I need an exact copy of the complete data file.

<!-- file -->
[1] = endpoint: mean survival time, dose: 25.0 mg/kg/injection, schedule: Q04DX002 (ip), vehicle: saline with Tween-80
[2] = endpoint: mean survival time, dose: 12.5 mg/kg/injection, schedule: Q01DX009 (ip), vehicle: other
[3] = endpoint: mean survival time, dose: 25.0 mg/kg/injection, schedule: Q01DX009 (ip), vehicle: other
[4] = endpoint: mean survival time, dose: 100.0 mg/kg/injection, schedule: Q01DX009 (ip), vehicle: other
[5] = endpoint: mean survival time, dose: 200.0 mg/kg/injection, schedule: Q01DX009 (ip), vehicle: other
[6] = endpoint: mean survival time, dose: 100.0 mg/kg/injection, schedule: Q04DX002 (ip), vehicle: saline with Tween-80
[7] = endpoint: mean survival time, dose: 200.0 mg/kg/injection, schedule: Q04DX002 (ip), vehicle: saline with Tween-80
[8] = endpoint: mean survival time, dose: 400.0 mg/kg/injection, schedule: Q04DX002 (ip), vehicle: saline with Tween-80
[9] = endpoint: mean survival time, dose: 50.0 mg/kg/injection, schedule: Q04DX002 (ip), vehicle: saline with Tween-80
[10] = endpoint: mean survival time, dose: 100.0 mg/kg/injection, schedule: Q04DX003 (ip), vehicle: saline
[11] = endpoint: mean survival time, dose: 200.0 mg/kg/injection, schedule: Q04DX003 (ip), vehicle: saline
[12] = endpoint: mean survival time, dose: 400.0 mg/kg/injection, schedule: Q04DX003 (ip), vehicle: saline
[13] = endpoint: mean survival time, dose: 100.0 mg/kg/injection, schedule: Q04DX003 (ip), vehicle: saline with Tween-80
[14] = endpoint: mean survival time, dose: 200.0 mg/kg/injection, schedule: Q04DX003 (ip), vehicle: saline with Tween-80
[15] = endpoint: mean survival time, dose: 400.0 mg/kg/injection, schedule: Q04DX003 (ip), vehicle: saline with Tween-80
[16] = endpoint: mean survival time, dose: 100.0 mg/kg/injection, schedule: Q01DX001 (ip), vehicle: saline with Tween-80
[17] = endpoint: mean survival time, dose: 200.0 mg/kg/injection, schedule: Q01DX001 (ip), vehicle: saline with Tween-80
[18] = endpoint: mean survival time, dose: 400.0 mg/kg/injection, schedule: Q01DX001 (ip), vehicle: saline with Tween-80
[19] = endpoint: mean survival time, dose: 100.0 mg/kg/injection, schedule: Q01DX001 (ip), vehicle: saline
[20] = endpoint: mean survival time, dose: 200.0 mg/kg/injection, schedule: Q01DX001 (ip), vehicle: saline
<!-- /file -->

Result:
[1] = endpoint: mean survival time, dose: 25.0 mg/kg/injection, schedule: Q04DX002 (ip), vehicle: saline with Tween-80
[2] = endpoint: mean survival time, dose: 12.5 mg/kg/injection, schedule: Q01DX009 (ip), vehicle: other
[3] = endpoint: mean survival time, dose: 25.0 mg/kg/injection, schedule: Q01DX009 (ip), vehicle: other
[4] = endpoint: mean survival time, dose: 100.0 mg/kg/injection, schedule: Q01DX009 (ip), vehicle: other
[5] = endpoint: mean survival time, dose: 200.0 mg/kg/injection, schedule: Q01DX009 (ip), vehicle: other
[6] = endpoint: mean survival time, dose: 100.0 mg/kg/injection, schedule: Q04DX002 (ip), vehicle: saline with Tween-80
[7] = endpoint: mean survival time, dose: 200.0 mg/kg/injection, schedule: Q04DX002 (ip), vehicle: saline with Tween-80
[8] = endpoint: mean survival time, dose: 400.0 mg/kg/injection, schedule: Q04DX002 (ip), vehicle: saline with Tween-80
[9] = endpoint: mean survival time, dose: 50.0 mg/kg/injection, schedule: Q04DX002 (ip), vehicle: saline with Tween-80
[10] = endpoint: mean survival time, dose: 100.0 mg/kg/injection, schedule: Q04DX003 (ip), vehicle: saline
[11] = endpoint: mean survival time, dose: 200.0 mg/kg/injection, schedule: Q04DX003 (ip), vehicle: saline
[12] = endpoint: mean survival time, dose: 400.0 mg/kg/injection, schedule: Q04DX003 (ip), vehicle: saline
[13] = endpoint: mean survival time, dose: 100.0 mg/kg/injection, schedule: Q04DX003 (ip), vehicle: saline with Tween-80
[14] = endpoint: mean survival time, dose: 200.0 mg/kg/injection, schedule: Q04DX003 (ip), vehicle: saline with Tween-80
[15] = endpoint: mean survival time, dose: 400.0 mg/kg/injection, schedule: Q04DX003 (ip), vehicle: saline with Tween-80
[16] = endpoint: mean survival time, dose: 100.0 mg/kg/injection, schedule: Q01DX001 (ip), vehicle: saline with Tween-80
[17] = endpoint: mean survival time, dose: 200.0 mg/kg/injection, schedule: Q01DX001 (ip), vehicle: saline with Tween-80
[18] = endpoint: mean survival time, dose: 400.0 mg/kg/injection, schedule: Q01DX001 (ip), vehicle: saline with Tween-80
[19] = endpoint: mean survival time, dose: 100.0 mg/kg/injection, schedule: Q01DX001 (ip), vehicle: saline
[20] = endpoint: mean survival time, dose: 200.0 mg/kg/injection, schedule: Q01DX001 (ip), vehicle: saline